The Yale Sterling Library currently has on exhibit items from its collection of paintings, diaries, and other materials related to the internment of Japanese Americans during World War II. This free exhibit, “Out of the Desert: Resilience and Memory in Japanese American Internment,” is open through Feb. 26, on weekdays, at Yale University’s Sterling Memorial Library at 120 High Street in New Haven, CT.
In her article about the exhibit, The New York Times reporter Patricia Leigh Brown focuses on on internee at a camp in Arkansas, Yonekazu Satoda, 94, whose diary from during his internment only recently came to light.
As the article reports, Mr. Satoda records the trivial and profound, revealing the experiences of those interned — innocent civilians — as poignant and all too human.
“Today was supposed to be my graduation day at Cal.” [May 13, 1942]
“Hot as hell today. Ptomaine poisoning in mess hall. 3 or 4 hundred sick.” [May 20, 1942]
Interned for 3 years, Mr. Satoda was supposed to have graduated from Berkeley on only his second day of his confinement.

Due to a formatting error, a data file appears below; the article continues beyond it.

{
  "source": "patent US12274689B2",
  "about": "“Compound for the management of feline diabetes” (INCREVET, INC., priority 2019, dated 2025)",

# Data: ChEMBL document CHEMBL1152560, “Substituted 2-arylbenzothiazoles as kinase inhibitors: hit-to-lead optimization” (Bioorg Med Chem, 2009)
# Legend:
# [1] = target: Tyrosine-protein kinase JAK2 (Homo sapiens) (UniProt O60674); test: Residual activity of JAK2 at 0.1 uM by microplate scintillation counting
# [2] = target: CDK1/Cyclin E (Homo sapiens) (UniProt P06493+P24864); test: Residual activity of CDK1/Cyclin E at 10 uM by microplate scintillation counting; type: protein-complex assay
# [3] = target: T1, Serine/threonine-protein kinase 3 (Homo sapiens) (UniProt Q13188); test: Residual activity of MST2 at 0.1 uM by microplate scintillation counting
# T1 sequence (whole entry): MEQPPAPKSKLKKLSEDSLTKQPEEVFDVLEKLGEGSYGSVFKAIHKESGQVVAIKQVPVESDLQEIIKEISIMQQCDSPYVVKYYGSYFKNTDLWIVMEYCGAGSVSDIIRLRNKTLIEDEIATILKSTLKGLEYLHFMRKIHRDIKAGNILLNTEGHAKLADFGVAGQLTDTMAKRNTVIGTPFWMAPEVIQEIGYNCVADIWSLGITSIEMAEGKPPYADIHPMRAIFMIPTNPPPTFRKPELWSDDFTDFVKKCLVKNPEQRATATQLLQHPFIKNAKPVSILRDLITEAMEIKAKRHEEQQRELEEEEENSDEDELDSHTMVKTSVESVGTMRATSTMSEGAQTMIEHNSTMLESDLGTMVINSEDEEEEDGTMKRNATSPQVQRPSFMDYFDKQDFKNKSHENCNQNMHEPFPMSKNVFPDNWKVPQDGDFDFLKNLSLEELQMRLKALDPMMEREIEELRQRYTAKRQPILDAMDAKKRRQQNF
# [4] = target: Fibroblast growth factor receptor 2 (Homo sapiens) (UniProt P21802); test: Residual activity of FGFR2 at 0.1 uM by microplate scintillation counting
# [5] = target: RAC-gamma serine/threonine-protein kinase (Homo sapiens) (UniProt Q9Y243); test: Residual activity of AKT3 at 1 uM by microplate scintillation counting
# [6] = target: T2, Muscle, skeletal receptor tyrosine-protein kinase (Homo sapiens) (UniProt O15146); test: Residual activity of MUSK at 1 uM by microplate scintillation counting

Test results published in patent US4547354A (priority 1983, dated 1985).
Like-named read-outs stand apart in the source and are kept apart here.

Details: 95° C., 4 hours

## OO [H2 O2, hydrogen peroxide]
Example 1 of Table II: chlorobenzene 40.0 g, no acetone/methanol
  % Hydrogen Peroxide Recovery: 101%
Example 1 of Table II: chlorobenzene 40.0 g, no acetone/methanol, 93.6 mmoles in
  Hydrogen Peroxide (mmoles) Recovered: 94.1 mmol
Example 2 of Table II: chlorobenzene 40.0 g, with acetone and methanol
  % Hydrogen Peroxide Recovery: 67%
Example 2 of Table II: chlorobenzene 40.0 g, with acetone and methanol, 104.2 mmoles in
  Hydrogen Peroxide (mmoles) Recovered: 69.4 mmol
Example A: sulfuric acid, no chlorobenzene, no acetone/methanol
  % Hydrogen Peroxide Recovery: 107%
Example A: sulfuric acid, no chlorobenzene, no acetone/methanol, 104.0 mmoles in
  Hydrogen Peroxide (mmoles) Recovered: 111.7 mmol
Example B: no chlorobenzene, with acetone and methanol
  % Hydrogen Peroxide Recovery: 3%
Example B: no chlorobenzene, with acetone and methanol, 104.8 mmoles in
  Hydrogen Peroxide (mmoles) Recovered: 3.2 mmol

Mr. Satoda became an “Mr. Satoda spent nearly two years as an intelligence officer in Japan, retiring as a major after 20 years of service in the United States Army Reserve.” Here he is with his wife, Daisy Satoda, who had been interned at Topaz.
Mr. Satoda’s diary struck me immediately, not only because it is such a valuable historical resource. It also looks like my mother’s diary.
My mother’s diary likewise was in a ringed binder.
I often wondered by she used a ringed binder. Was it because it was cheaper? Or she could add pages if she wanted to?
On December 7, 1941, after Pearl Harbor was bombed, she reflected about the fate of the Japanese now that the U.S. was destined to join the war. She had been in the country with her girlfriend, Ruthie, and they had had no idea that the bombing had taken place. Then they get a lift into Chicago.
One of the fellows drove us into the city and then Ruthie and I took the streetcar and saw a bright headline. US and Japan near war. And waited in a quiet tavern for another streetcar and got on and gasped to see in black placid letters as though it had been said before: “Japan Attacks U.S. We are at War. . . .” And saw two Japanese on the streetcar, gravely watching us. . . .
I hope those calling for Syrian refugees to be interned learn from the history of our nation.
I hope we would learn from that bigoted episode in our history as well. But it seems we often repeat our mistakes. I wish we would remember to be brave.
I totally agree! If only we could learn from our mistakes in the past…